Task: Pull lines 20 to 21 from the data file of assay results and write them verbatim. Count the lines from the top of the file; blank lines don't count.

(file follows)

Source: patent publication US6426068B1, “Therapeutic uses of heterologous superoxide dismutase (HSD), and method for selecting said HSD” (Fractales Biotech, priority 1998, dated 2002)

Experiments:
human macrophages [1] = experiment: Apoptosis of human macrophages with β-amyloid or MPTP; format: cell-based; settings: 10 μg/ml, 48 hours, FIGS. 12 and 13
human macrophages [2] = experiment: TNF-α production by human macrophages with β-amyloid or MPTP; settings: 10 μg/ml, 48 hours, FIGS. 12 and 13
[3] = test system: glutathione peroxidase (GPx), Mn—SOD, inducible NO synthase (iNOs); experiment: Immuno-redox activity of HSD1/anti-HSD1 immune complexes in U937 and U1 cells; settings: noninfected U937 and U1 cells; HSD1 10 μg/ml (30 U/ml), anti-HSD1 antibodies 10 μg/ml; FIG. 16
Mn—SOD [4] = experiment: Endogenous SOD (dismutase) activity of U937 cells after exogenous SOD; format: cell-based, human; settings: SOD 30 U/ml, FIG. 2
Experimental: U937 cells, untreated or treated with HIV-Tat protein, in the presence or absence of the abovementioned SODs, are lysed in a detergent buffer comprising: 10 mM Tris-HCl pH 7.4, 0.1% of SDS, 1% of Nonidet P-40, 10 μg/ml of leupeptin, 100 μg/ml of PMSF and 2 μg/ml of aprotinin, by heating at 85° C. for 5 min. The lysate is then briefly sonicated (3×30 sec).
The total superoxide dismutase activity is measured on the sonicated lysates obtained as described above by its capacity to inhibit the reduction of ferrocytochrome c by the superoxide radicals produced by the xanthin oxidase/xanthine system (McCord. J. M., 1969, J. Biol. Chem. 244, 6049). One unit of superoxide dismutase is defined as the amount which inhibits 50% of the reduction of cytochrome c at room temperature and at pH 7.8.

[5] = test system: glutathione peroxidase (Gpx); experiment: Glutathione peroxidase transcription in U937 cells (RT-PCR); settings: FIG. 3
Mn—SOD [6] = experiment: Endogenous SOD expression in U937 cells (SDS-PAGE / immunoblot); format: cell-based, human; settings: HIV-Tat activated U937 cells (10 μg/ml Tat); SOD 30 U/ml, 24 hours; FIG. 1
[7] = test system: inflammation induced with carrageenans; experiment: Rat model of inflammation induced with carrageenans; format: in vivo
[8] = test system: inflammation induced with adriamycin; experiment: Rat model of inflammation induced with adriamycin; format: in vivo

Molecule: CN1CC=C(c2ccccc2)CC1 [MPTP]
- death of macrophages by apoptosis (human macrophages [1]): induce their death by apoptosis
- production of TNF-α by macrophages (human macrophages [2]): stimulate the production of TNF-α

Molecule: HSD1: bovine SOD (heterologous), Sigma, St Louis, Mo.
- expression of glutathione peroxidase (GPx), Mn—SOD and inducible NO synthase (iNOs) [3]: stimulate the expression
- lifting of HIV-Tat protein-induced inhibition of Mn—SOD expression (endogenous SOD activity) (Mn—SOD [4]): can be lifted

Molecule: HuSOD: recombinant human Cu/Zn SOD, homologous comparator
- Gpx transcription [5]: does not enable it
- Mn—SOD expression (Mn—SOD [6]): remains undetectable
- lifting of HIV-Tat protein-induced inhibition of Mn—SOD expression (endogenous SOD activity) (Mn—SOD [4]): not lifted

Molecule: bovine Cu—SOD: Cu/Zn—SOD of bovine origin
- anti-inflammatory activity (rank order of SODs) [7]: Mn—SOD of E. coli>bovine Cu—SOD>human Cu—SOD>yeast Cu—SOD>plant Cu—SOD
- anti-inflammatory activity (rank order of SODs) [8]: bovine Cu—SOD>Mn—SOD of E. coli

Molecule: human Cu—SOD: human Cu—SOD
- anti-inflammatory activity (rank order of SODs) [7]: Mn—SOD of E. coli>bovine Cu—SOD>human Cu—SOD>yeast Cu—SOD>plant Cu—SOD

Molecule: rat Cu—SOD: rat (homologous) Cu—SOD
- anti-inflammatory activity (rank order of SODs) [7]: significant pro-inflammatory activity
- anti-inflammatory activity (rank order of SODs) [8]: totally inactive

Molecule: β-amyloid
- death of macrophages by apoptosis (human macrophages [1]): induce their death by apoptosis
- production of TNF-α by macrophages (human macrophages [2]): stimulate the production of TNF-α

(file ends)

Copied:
- Gpx transcription [5]: does not enable it
- Mn—SOD expression (Mn—SOD [6]): remains undetectable